Getty acquires rare, illuminated Bible from 1200s Italy
This article was originally on a blog post platform and may be missing photos, graphics or links. See About archive blog posts.
The J. Paul Getty Museum has added a prized, 750-year-old Bible from Italy to its noted collection of illuminated medieval manuscripts, and the museum says it will go on display Dec. 13 as a highlight of the upcoming exhibition, “Gothic Grandeur: Manuscript Illumination 1250-1350.”
The Getty’s announcement says that the so-called Abbey Bible, named for a former British owner, was created in the mid-1200s for a Dominican monastery. According to museum officials, it “is one of the earliest and finest” illuminated Bibles to have emerged from Bologna in northern Italy, “one of the major centers” where scribes turned Latin scripture into art.
The work’s hallmarks, per the Getty, include “unusually lavish illumination” encompassing “whimsical figures…drolleries, grotesques and dynamic pen flourishes,” as well as rare images of praying monks.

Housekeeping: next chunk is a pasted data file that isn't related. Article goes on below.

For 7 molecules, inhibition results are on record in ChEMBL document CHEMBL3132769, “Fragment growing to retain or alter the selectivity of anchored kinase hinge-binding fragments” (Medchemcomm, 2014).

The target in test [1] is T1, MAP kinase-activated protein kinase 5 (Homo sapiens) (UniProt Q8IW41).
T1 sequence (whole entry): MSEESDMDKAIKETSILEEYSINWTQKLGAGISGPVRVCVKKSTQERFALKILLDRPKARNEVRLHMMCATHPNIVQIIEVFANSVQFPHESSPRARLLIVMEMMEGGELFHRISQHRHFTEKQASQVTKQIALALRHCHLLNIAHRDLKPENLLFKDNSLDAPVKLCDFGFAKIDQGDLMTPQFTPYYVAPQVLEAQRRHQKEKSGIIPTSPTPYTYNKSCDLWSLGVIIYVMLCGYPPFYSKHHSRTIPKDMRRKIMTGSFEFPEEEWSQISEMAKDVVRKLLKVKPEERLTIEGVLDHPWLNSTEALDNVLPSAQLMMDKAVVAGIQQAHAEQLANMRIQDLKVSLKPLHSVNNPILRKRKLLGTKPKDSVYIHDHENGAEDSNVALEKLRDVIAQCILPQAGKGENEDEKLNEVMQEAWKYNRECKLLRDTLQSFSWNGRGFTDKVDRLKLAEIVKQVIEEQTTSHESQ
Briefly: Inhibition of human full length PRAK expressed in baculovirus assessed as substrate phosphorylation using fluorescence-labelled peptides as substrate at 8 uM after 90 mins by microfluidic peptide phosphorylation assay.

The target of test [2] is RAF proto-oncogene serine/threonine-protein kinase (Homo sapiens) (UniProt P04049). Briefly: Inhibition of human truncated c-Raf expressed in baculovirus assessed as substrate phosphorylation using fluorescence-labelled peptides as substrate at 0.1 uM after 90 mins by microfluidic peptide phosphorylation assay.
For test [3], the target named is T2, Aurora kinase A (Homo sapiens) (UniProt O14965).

“Sensitively depicted facial expressions…reveal the artist to be a skilled storyteller, and the pages brim with incident and event,” the Getty says.
The museum wouldn’t say what it spent to acquire the Bible this summer.
In July 2010, Christie’s in London offered it at auction as part of its multi-part sale of the Arcana Collection, a trove of medieval and Renaissance illuminated manuscripts that the British newspaper, the Daily Mail reported had been collected over three decades by an anonymous American businessman.
Christie’s experts had predicted that the Abbey Bible, named for a British major who owned it from 1965 to 1989, could command a high bid of $4 million to $5.6 million, but it went unsold at the auction. According to Christie’s description, the Abbey Bible measures 10.6 inches by 7.8 inches and consists of 514 leaves of vellum; the artistry is found in 125 large, decorated capital letters, and in scenes and decorations painted in the margins of about 80 of the pages. RELATED
-- Mike Boehm